Life may have originated in space and been brought to Earth aboard a comet, according to a theory published in 1978 by the English astronomer Sir Fred Hoyle and the Sri Lankan astronomer Chandra Wickramasinghe. The creation of living material involves too many coincidences for it to have occurred on Earth. It required all the resources of space. They argue that life probably formed elsewhere, then was deposited here by accident and thrived in the favourable conditions.

RIDDLE OF THE NEUTRINO

Among the most mysterious components of the Universe are neutrinos. They are unimaginably tiny sub- atomic particles. Yet some scientists suspect that they may form 90 per cent of the mass of the Universe, providing enough gravitational pull to slow and eventually reverse the headlong flight of the galaxies. Despite their possibly central role as the Universe's glue, neutrinos are so difficult to study that their nature remains elusive. The particles. which travel at the speed of light, carry no electrical charge and can pass right through the Earth without even slowing down. Millions will pass through this page and through you in the time it takes to read it.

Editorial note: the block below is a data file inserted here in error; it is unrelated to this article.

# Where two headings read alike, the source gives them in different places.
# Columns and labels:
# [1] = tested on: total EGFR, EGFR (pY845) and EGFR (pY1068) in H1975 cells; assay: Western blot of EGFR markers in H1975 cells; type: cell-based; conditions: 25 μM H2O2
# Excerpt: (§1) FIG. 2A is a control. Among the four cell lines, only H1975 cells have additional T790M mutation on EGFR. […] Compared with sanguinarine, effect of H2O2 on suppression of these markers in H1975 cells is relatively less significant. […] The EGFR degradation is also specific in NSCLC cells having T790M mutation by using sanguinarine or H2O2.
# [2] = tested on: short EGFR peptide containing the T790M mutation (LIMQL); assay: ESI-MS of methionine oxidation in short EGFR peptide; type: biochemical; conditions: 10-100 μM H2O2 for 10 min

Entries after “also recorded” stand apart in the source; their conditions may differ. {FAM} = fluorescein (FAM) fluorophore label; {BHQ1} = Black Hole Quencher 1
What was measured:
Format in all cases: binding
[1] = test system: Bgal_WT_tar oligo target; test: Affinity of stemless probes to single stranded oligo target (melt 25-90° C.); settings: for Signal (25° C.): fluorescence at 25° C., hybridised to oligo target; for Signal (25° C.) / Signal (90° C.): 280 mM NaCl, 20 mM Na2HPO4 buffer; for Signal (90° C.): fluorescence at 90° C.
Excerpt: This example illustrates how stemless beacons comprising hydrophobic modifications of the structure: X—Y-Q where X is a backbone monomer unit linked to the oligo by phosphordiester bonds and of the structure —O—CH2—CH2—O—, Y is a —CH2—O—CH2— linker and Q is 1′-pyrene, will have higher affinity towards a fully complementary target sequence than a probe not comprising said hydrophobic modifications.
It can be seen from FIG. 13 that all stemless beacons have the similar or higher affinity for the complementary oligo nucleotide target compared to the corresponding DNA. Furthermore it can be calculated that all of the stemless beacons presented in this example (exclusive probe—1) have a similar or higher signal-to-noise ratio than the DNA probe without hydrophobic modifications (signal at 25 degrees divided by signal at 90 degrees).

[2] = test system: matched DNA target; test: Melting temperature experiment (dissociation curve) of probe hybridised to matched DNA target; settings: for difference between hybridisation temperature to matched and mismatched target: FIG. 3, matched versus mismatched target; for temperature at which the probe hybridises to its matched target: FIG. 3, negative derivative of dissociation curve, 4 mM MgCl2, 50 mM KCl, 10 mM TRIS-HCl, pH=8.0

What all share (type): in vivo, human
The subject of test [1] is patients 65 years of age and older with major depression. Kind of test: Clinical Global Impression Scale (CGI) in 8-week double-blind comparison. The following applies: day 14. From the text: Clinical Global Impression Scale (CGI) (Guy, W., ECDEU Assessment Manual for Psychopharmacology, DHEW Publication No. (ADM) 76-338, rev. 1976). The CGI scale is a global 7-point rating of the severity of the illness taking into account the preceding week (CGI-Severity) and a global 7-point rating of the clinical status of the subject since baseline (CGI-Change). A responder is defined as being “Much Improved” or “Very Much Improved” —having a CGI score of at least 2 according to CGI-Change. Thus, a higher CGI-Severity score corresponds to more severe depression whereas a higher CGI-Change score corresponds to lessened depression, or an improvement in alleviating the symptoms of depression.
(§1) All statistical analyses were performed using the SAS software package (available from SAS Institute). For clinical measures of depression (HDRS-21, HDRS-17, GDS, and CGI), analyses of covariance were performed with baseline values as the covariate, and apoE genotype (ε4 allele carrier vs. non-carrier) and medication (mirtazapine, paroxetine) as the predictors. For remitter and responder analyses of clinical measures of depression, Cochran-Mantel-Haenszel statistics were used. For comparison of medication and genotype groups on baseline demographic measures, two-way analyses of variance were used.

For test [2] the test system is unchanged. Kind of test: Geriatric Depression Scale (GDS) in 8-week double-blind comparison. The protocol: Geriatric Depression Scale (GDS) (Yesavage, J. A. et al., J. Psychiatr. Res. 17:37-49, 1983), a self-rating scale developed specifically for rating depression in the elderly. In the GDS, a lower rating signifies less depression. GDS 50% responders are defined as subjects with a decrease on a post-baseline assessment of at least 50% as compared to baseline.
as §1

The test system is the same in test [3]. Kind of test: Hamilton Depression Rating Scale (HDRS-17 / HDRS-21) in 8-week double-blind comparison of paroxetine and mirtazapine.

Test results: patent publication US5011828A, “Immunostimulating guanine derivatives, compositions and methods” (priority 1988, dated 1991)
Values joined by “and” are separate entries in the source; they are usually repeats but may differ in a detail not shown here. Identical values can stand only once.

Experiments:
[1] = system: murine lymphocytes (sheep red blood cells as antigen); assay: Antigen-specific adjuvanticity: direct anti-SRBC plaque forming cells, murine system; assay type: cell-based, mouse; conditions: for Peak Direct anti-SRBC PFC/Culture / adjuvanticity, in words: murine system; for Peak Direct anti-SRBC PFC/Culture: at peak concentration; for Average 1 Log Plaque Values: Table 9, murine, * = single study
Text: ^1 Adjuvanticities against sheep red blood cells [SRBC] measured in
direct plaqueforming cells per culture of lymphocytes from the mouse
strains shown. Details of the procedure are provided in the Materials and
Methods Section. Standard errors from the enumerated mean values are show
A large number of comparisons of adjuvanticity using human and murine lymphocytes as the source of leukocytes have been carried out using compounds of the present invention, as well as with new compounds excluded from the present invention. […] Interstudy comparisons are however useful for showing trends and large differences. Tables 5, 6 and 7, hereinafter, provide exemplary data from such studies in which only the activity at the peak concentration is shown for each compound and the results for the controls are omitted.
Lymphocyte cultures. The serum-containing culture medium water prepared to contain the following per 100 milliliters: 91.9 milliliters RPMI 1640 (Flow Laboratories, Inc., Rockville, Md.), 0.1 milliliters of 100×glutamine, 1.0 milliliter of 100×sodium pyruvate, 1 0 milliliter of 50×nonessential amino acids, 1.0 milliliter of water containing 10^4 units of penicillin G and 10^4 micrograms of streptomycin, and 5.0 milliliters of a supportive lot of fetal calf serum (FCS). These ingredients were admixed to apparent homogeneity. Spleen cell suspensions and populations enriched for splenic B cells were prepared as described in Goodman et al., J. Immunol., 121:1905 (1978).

FINAL MYSTERY

The theory of how the Universe began may now be generally agreed, but the way in which it will end is not. Everything depends on the average density of the Universe's matter. If the density exceeds a certain critical point. there will be enough gravitational pull to draw the galaxies back together and possibly cause a new Big Bang.

But if the density is below this point then the galaxies will go on flying endlessly apart. At present, there does not seem to be enough mass to hold the Universe back from endless expansion. But there is evidence of considerable hidden mass, perhaps concealed in invisible black holes. So a new explosion of colliding galaxies could still occur thousands of millions of years from now.

Comments

    0 of 8192 characters used
    Post Comment

    • Window Pain profile image

      Window Pain 6 years ago

      Until we understand gravity and have a Unified Theory we're really shooting in the dark. I agree with your excellent synopsis of the currently accepted theories but we don't even have a clue about things still undiscovered.

      Gravity is so very perplexing. It is by far the weakest of the known forces, yet BY FAR the furthest reaching in its affect. That is a paradox of galactic proportions hidden within, well, we know not what or even where to start looking.